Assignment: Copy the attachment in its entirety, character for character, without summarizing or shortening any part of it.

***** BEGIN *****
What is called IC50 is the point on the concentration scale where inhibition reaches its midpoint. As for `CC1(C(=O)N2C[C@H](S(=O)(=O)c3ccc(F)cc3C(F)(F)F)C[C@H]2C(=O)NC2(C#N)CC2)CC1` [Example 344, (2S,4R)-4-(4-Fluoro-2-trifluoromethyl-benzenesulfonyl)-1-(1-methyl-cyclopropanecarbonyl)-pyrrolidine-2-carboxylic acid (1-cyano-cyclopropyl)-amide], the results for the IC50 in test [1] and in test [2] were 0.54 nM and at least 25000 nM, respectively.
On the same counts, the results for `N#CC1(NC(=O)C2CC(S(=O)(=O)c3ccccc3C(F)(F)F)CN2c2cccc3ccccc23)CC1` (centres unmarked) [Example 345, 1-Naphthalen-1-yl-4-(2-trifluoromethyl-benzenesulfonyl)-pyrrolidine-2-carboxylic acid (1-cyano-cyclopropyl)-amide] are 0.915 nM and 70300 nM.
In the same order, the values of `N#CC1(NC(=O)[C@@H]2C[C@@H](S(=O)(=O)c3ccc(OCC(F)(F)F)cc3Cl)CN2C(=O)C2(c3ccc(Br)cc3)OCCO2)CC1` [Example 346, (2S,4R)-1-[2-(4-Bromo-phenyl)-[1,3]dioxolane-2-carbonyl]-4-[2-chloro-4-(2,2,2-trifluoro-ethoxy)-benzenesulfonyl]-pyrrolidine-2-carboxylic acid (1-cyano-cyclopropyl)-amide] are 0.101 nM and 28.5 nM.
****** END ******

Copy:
What is called IC50 is the point on the concentration scale where inhibition reaches its midpoint. As for `CC1(C(=O)N2C[C@H](S(=O)(=O)c3ccc(F)cc3C(F)(F)F)C[C@H]2C(=O)NC2(C#N)CC2)CC1` [Example 344, (2S,4R)-4-(4-Fluoro-2-trifluoromethyl-benzenesulfonyl)-1-(1-methyl-cyclopropanecarbonyl)-pyrrolidine-2-carboxylic acid (1-cyano-cyclopropyl)-amide], the results for the IC50 in test [1] and in test [2] were 0.54 nM and at least 25000 nM, respectively.
On the same counts, the results for `N#CC1(NC(=O)C2CC(S(=O)(=O)c3ccccc3C(F)(F)F)CN2c2cccc3ccccc23)CC1` (centres unmarked) [Example 345, 1-Naphthalen-1-yl-4-(2-trifluoromethyl-benzenesulfonyl)-pyrrolidine-2-carboxylic acid (1-cyano-cyclopropyl)-amide] are 0.915 nM and 70300 nM.
In the same order, the values of `N#CC1(NC(=O)[C@@H]2C[C@@H](S(=O)(=O)c3ccc(OCC(F)(F)F)cc3Cl)CN2C(=O)C2(c3ccc(Br)cc3)OCCO2)CC1` [Example 346, (2S,4R)-1-[2-(4-Bromo-phenyl)-[1,3]dioxolane-2-carbonyl]-4-[2-chloro-4-(2,2,2-trifluoro-ethoxy)-benzenesulfonyl]-pyrrolidine-2-carboxylic acid (1-cyano-cyclopropyl)-amide] are 0.101 nM and 28.5 nM.